GALE publishes first overview of LGBTI education in Europe

24 December 2017 - Today GALE published the first full overview of how European States implement the right to education for LGBTI (DESPOGI) students. About one third of the States (15) were rated as "supportive", as many were rated as "ambiguous" and slightly more (17) were scored as "denying". Peter Dankmeijer, author of the report and director of GALE comments: "It is good to see significant progress in a number of States. It shows strategic action with cooperation between NGOs, the education sector and the government works: schools can change. But the report also shows a lot remains to be done."


The report counts 412 pages. Data, opinions and feedback on the report were delivered by over 300 local respondents. The new "map" shows how Europe seems to be divided in three "bands", a band of supportive countries in the West, a band of ambiguous countries in the middle and a band of denying countries in the East. "The wider backlash in democratic values and tolerant attitudes in Eastern European countries also has its impact on education" Dankmeijer says. "Developments in education are not separate from wider social and political developments. Schools are the place where students are prepared for society, and despite all the nice international agreements about education serving human rights and democratic values, authorities may use for their current political objectives. Some authorities are fostering feelings of fear and hate, and limit objective and supportive information with censorship laws. And we see this mentality spreading to middle Europe now, even within the European Union. We have to see if the supportive countries can sustain their supportive policies or whether they will succumb to fear and intolerance as well in the longer run. There are also important roles for the European Union and the Council of Europe to stop this wave of intolerance. We will monitor this closely."


The report took a year to develop. In 2012, GALE developed a monitoring method, the GALE Checklist, which is grounded in the international consensus on how the Right to Education should be implemented. Hundreds of respondents filled in the Checklist between 2012 and 2017. GALE collected additional statistical and political documentation to check and balance the information and opinions of the respondents, and then fed back the draft country reports to local experts and respondents. The final report is based on all these comments. "For GALE, it is important that our country report start and end with a check by local experts", Dankmeijer says. "We see it as our job to help local stakeholders to look at their situation in a more strategic way. But the local stakeholders are the ones who then have to work with it. The reports are meant to create a dialogue between activists, the education sector and the government. Only a cooperation between these three types of stakeholders will secure a broad and sustainable strategy to improve the situation of DESPOGI students.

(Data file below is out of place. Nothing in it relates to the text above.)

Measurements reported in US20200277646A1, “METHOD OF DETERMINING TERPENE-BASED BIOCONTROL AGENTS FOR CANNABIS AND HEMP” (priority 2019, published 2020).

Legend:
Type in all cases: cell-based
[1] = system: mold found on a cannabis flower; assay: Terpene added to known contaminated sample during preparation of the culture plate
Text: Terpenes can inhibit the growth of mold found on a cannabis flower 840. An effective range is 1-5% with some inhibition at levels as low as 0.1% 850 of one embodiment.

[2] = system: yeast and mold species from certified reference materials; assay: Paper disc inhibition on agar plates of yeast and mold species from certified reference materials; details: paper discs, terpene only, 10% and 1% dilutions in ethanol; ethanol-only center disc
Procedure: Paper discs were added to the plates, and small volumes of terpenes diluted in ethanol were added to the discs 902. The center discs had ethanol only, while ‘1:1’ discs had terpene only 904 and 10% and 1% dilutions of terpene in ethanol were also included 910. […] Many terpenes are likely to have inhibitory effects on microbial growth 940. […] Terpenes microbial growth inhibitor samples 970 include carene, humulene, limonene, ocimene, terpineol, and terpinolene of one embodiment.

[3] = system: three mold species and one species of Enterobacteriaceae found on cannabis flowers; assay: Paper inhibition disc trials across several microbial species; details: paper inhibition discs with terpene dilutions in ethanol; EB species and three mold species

The 2017 version of the report is a pre-publication of the GALE World Report, that will be published in 2018. The European report was pre-published because in January, there will be a European conference on education of government representatives. GALE decided it was important to have the report ready for this conference.
When the World Report is published, the European report will be updated and re-published again. GALE is open to feedback on the European report and new feedback on country reports or new assessments are welcome.

The full report can be downloaded from the GALE publication page